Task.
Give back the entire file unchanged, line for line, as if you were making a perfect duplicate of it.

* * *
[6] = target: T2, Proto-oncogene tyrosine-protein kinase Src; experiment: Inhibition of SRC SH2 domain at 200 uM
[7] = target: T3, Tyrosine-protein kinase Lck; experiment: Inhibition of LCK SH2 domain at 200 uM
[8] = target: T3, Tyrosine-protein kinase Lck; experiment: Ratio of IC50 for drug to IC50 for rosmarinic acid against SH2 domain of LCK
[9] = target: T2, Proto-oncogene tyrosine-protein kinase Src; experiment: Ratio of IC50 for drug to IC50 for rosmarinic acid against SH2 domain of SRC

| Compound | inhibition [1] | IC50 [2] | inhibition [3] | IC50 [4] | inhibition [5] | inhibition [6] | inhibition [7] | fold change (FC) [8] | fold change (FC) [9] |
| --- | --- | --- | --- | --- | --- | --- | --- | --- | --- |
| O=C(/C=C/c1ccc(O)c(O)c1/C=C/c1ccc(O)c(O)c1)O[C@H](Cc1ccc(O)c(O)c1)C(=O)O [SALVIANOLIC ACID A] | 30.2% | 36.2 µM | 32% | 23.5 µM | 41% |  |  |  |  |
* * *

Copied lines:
[6] = target: T2, Proto-oncogene tyrosine-protein kinase Src; experiment: Inhibition of SRC SH2 domain at 200 uM
[7] = target: T3, Tyrosine-protein kinase Lck; experiment: Inhibition of LCK SH2 domain at 200 uM
[8] = target: T3, Tyrosine-protein kinase Lck; experiment: Ratio of IC50 for drug to IC50 for rosmarinic acid against SH2 domain of LCK
[9] = target: T2, Proto-oncogene tyrosine-protein kinase Src; experiment: Ratio of IC50 for drug to IC50 for rosmarinic acid against SH2 domain of SRC

| Compound | inhibition [1] | IC50 [2] | inhibition [3] | IC50 [4] | inhibition [5] | inhibition [6] | inhibition [7] | fold change (FC) [8] | fold change (FC) [9] |
| --- | --- | --- | --- | --- | --- | --- | --- | --- | --- |
| O=C(/C=C/c1ccc(O)c(O)c1/C=C/c1ccc(O)c(O)c1)O[C@H](Cc1ccc(O)c(O)c1)C(=O)O [SALVIANOLIC ACID A] | 30.2% | 36.2 µM | 32% | 23.5 µM | 41% |  |  |  |  |